Kenowa Hills Public Schools has partnered with Sprint to cover every single student who did not previously have internet access. This proactive contract was made possible due to the early efforts of Superintendent Jerry Hopkins and school board trustee Eric-John Szczepaniak.
After learning about the "homework gap" at a school board conference, Szczepaniak shared the importance of tackling this crisis in our community before the outbreak of COVID-19. Of course, this pandemic has only exacerbated the digital divide. Superintendent Hopkins surveyed the community to find that 6% of KH students lacked adequate internet access.
Once COVID-19 forced the closure of all schools, Hopkins worked to get every student access immediately. Even though Kenowa Hills has been a 1-to-1 district for several years, where every child receives a device, we know that our learners and educators need access to connect with one another during these times. At the forefront of Kenowa Hills' continuation of learning plan is connection to students. Internet access is essential to meet this end.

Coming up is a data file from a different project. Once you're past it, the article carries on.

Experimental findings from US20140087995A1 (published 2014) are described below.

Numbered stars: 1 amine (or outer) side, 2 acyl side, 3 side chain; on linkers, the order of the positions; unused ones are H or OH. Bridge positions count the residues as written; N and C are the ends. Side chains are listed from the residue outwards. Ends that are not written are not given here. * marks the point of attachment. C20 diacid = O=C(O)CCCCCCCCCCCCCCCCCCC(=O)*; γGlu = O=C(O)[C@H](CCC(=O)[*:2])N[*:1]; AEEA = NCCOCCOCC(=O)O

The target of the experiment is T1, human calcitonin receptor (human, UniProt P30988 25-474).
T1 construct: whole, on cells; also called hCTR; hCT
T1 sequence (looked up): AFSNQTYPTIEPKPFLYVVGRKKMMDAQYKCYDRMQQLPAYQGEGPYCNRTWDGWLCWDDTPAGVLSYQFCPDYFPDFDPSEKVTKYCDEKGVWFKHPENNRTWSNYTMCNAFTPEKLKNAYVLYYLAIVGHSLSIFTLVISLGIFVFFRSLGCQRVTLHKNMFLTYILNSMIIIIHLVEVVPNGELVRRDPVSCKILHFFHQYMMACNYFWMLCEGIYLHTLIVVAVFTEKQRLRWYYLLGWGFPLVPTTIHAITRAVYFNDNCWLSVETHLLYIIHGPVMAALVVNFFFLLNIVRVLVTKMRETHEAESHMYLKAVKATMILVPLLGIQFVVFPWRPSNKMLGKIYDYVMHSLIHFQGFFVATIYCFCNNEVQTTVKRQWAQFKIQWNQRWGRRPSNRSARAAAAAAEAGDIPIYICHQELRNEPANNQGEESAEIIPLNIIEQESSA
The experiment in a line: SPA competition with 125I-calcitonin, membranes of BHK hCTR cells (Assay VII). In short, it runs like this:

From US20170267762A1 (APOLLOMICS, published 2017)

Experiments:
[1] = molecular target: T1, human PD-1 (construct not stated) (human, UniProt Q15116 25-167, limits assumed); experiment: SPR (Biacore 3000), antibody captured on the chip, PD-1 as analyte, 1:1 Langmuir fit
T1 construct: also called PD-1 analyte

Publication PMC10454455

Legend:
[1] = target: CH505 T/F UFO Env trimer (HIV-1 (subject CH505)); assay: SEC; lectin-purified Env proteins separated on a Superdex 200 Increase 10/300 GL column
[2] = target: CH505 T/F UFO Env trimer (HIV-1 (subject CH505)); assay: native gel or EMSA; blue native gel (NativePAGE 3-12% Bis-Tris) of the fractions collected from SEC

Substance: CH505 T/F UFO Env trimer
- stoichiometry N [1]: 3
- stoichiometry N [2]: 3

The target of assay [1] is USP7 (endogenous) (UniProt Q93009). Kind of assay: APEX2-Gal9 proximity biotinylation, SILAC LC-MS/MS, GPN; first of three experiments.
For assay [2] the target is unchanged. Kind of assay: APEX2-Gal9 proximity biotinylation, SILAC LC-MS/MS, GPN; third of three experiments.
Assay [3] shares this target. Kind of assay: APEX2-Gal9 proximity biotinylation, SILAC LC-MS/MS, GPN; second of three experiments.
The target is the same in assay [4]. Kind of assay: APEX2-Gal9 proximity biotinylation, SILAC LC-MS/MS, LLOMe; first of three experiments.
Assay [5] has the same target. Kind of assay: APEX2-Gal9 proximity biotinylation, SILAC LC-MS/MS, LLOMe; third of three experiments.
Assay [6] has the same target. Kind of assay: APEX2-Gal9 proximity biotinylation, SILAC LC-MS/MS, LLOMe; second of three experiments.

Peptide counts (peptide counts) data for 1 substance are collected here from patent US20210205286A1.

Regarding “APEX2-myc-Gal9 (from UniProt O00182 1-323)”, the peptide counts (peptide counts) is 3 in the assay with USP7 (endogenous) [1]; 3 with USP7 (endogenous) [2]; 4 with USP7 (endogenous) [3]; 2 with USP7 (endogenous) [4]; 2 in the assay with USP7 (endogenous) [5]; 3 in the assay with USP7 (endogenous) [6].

While Kenowa Hills sits in a largely metropolitan Kent County, many districts across the state and nation face an uphill, sometimes impossible, battle in getting students connected. Local governments, states and the federal government should work to establish internet access as a right to position all of our kids to fully participate in our global economy and life.
Eric-John Szczepaniak serves as a trustee for the Kenowa Hills school board and the President of the Michigan Center for Civic Education.